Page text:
Scott Walker may not be a candidate for president yet, but the Wisconsin governor’s growing political action committee staff is already going after a potential rival in the Republican primary. GOP strategist Liz Mair, CNN reports, has just signed on to consult for Walker’s Our American Revival PAC, doing outreach to bloggers and other digital media outlets.
Dr. Ben Carson, a retired neurosurgeon who made political waves in 2013 with a pointed critique of President Obama at the National Prayer Breakfast, is taking a step closer to a presidential campaign of his own. Carson announced Tuesday he is launching an exploratory committee for a run in 2016. The 63-year-old conservative Republican from Maryland has a website dedicated to the committee at bencarson.com.
By most accounts, former Florida governor Jeb Bush performed well (to some observers, “very, very” well) in his Friday appearance at the Conservative Political Action Conference outside Washington. The likely presidential candidate succeeded in defying expectations by receiving a warm reception at the right-wing confab, even as his unorthodoxies on a few important issues for conservatives were highlighted in the appearance.
Supporters of Carly Fiorina, the former Hewlett Packard CEO and Republican Senate candidate from California, have started a new political action committee ahead of a possible Fiorina presidential run. The PAC, called Carly for America, will be separate and distinct from Fiorina's Unlocking Potential PAC, which supports conservative women candidates.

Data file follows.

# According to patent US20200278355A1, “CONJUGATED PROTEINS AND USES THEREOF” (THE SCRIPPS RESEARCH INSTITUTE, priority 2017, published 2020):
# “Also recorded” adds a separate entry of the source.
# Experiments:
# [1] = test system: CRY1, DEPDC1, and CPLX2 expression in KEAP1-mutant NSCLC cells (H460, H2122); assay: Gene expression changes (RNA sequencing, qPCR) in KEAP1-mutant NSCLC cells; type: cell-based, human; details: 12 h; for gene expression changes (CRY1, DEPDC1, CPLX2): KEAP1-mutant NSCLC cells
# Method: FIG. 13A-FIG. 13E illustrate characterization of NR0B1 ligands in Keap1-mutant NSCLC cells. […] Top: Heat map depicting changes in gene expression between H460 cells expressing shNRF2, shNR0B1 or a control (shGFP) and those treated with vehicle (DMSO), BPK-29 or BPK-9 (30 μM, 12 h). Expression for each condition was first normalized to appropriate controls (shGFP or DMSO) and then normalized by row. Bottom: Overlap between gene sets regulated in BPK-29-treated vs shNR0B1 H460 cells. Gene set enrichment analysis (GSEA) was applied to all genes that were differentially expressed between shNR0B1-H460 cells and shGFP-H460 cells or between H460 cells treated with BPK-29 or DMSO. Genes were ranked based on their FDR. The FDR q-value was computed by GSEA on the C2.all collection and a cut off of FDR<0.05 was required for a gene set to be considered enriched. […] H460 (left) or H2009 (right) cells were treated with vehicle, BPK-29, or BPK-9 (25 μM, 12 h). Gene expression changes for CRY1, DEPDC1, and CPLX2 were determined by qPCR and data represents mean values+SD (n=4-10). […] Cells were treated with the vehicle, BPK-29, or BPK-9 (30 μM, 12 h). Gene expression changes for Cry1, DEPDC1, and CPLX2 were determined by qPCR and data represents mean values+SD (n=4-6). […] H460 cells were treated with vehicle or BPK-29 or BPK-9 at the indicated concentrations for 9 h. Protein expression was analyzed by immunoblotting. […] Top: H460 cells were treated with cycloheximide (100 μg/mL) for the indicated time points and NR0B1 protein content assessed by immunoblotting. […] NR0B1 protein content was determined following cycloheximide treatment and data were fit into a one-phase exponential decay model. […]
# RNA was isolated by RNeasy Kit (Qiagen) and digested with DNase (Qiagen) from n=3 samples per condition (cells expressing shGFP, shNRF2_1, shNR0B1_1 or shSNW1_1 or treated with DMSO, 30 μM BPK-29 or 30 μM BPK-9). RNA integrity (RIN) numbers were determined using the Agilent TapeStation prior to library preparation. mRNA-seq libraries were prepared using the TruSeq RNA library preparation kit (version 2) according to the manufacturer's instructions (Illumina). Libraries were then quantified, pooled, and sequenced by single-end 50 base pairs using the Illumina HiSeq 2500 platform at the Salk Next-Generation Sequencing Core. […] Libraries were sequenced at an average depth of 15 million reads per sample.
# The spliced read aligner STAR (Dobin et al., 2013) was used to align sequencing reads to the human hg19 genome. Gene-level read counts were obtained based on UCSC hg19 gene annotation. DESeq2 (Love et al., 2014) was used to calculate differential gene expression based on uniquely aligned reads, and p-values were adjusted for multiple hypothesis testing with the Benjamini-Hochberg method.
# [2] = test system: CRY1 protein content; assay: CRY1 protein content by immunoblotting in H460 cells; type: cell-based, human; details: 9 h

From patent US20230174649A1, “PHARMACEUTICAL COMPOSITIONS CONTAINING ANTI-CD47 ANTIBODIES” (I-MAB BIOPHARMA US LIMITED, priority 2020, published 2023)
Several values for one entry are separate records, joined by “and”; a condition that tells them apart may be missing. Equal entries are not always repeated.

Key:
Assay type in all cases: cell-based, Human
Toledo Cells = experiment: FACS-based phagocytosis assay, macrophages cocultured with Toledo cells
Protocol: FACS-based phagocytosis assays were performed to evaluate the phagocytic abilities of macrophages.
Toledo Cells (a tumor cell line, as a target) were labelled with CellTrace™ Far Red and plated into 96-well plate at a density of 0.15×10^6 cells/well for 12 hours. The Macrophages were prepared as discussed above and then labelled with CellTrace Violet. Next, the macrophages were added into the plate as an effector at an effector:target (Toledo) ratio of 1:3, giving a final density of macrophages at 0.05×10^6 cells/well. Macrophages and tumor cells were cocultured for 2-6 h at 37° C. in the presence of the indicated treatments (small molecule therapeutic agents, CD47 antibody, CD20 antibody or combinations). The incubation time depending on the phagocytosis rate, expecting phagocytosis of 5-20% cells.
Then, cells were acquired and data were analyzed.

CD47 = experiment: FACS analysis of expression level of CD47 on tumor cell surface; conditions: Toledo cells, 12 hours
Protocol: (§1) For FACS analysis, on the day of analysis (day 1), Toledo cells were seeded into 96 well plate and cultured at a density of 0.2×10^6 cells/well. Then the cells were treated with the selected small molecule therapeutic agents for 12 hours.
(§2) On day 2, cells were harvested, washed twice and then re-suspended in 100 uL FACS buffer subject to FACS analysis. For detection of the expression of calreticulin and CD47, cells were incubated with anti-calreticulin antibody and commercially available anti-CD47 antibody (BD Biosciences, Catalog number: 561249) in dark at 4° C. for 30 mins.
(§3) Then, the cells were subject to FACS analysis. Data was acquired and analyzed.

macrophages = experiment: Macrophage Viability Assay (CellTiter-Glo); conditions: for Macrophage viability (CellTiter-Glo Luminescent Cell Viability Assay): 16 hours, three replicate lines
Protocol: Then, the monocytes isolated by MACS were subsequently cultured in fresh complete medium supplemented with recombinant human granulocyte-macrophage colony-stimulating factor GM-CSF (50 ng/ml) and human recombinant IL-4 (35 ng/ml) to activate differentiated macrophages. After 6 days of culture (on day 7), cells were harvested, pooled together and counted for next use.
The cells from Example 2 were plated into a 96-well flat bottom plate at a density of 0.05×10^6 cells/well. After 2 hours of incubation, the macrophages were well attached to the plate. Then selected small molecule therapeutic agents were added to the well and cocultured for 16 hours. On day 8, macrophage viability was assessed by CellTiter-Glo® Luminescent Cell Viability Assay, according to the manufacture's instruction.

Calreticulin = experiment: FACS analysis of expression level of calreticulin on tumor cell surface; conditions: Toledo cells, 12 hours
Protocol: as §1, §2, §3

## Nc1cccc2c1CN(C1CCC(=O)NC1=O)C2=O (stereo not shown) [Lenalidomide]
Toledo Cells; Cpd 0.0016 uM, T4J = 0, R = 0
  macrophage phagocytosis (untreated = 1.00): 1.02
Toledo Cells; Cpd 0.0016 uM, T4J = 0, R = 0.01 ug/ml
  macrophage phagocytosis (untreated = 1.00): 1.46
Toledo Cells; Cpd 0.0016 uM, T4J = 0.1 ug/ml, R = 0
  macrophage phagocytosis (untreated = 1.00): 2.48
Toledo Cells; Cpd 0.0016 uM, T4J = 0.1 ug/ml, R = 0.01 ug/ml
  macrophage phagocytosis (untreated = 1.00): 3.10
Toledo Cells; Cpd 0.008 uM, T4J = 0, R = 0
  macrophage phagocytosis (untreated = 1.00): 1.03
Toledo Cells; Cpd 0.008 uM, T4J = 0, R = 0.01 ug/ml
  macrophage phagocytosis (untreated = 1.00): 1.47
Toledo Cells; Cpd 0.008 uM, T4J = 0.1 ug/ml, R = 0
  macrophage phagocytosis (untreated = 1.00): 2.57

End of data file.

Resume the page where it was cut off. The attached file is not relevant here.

Governor Chris Christie of New Jersey will announce in a speech in Trenton Tuesday that the New Jersey Education Association has endorsed the Republican's "roadmap" for pension reform. Christie, who made a national name for himself over his public battles with teachers unions in the Garden State, will be coming "full circle" by having the the state's largest teachers union "come to the table" to negotiate a proposal.
Former Florida governor Jeb Bush, who is considering seeking the Republican nomination for president in 2016, will deliver a foreign policy address in Chicago Wednesday morning. Bush is expected to speak about his vision for how the United States can "regain its leadership in the world" and to "shape events and build alliances of free people."
Wisconsin governor Scott Walker leads an early poll of New Hampshire Republican primary voters, NH1 reports:
According to an NH1 Pulse Poll released Wednesday, Walker has the backing of 21.2% of those who say they're likely to vote in next year's GOP presidential primary. The automated survey indicates Jeb Bush in second place, with 14.4% saying they'd support the former two-term Florida governor if the Feb. 9, 2016 primary was held now.
Jeb Bush had fighting words at his Wednesday speech at the Detroit Economic Club. The former Florida governor, who is actively thinking of running for president, said he was down for a rumble—at least, if anyone tried to say a bad word about his father, George H.W. Bush.
"My dad is the greatest man alive, and if anybody disagrees, we'll go outside," Bush said with a smile. "Unless you're, like, six-five and two-fifty and much younger than me. Then we'll negotiate. I'm still not going to change my mind."